Responses

Download PDFPDF

Plasma ghrelin following cure of Helicobacter pylori
Free
Compose Response

Plain text

  • No HTML tags allowed.
  • Web page addresses and e-mail addresses turn into links automatically.
  • Lines and paragraphs break automatically.
Author Information
First or given name, e.g. 'Peter'.
Your last, or family, name, e.g. 'MacMoody'.
Your email address, e.g. higgs-boson@gmail.com
Your role and/or occupation, e.g. 'Orthopedic Surgeon'.
Your organization or institution (if applicable), e.g. 'Royal Free Hospital'.
Statement of Competing Interests

PLEASE NOTE:

  • A rapid response is a moderated but not peer reviewed online response to a published article in a BMJ journal; it will not receive a DOI and will not be indexed unless it is also republished as a Letter, Correspondence or as other content. Find out more about rapid responses.
  • We intend to post all responses which are approved by the Editor, within 14 days (BMJ Journals) or 24 hours (The BMJ), however timeframes cannot be guaranteed. Responses must comply with our requirements and should contribute substantially to the topic, but it is at our absolute discretion whether we publish a response, and we reserve the right to edit or remove responses before and after publication and also republish some or all in other BMJ publications, including third party local editions in other countries and languages
  • Our requirements are stated in our rapid response terms and conditions and must be read. These include ensuring that: i) you do not include any illustrative content including tables and graphs, ii) you do not include any information that includes specifics about any patients,iii) you do not include any original data, unless it has already been published in a peer reviewed journal and you have included a reference, iv) your response is lawful, not defamatory, original and accurate, v) you declare any competing interests, vi) you understand that your name and other personal details set out in our rapid response terms and conditions will be published with any responses we publish and vii) you understand that once a response is published, we may continue to publish your response and/or edit or remove it in the future.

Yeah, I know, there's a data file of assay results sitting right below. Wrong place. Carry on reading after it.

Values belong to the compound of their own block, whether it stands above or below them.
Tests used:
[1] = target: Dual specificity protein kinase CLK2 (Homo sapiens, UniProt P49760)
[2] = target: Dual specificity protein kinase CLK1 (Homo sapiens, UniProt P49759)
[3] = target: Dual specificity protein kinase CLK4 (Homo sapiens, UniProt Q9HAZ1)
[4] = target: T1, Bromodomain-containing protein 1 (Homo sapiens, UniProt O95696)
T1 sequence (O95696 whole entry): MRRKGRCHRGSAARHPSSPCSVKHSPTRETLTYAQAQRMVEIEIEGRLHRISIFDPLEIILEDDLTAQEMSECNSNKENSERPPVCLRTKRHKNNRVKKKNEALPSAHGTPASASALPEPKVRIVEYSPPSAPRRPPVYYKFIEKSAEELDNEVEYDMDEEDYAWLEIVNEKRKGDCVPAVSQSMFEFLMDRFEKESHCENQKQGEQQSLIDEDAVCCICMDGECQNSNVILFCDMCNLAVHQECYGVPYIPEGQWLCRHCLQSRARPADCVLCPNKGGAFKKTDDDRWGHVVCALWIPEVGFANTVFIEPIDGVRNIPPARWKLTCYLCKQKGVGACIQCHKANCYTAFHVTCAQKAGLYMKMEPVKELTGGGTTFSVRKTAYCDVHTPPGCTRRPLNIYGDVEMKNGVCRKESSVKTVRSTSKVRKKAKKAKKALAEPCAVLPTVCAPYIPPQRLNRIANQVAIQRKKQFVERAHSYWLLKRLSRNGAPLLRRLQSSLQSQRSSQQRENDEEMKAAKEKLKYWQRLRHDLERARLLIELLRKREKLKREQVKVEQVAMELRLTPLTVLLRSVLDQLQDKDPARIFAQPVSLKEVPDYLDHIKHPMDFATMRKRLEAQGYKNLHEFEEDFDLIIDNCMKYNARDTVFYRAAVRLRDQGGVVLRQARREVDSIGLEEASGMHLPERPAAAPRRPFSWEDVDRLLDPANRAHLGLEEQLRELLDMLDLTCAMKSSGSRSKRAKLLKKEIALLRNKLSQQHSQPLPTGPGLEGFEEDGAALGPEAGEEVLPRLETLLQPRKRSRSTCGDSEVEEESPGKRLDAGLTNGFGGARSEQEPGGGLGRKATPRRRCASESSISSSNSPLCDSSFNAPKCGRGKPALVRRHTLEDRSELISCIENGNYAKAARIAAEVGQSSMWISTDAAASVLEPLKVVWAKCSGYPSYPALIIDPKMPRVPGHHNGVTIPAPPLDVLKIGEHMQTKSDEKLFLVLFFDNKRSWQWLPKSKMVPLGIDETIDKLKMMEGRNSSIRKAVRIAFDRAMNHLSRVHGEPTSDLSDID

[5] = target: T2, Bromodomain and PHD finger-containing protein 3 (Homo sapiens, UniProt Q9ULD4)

• By submitting this rapid response you are agreeing to our terms and conditions for rapid responses and understand that your personal data will be processed in accordance with those terms and our privacy notice.
CAPTCHA
This question is for testing whether or not you are a human visitor and to prevent automated spam submissions.

Vertical Tabs

Other responses

Jump to comment:

  • Published on:
    Authors' reply
    • Chuka U Nwokolo, Consultant Gastroenterologist
    • Other Contributors:
      • Harpal Randeva

    Dear Editor

    We would like to draw the attention of Murray et al.[1] to the objectives set out clearly in the introductory section of our paper.

    Our study was not designed to address the question of whether ghrelin is involved in long-term regulation of body weight. Furthermore, the duration of the study was too short to see any change in BMI. More importantly, waist circumference would be a better...

    Show More
    Conflict of Interest:
    None declared.
  • Published on:
    Ghrelin and Helicobacter pylori

    Dear Editor

    We read with interest the article by Nwokolo et al reporting raised serum ghrelin levels following helicobacter pylori eradication.[1] There are some exceptions to the interpretation of the data that we would take.

    The authors state that the increase in ghrelin levels seen in their study “lends support to the view that ghrelin could be involved in the long term regulation of body w...

    Show More
    Conflict of Interest:
    None declared.
  • Published on:
    Author's reply

    Dear Editor

    Macadam et al. have rightly questioned whether our novel observation is merely epiphenomenal or of patho-physiological significance. Their “gut feeling” is that it is the former since the changes are “mild” and the ghrelin concentrations after Helicobacter pylori cure are no different from that seen in a non-obese western population. They also suggest that the “moderate” reduction of ghrelin...

    Show More
    Conflict of Interest:
    None declared.
  • Published on:
    Helicobacter Pylori, ghrelin and obesity.
    • Robert C Macadam, Surgeon
    • Other Contributors:
      • Vishal Borse, Ibrahim Dodo, Stephen G. Pollard

    Dear Editor

    Nwokolo et al. have demonstrated that following the eradication of Helicobacter pylori from asymptomatic patients, plasma ghrelin ‘ increases profoundly’.[1] Although we find these results interesting, we cannot agree with the conclusion that this may be causally linked to epidemiological observations of the rising incidence of obesity and oesophageal adenocarcinoma in Western populations....

    Show More
    Conflict of Interest:
    None declared.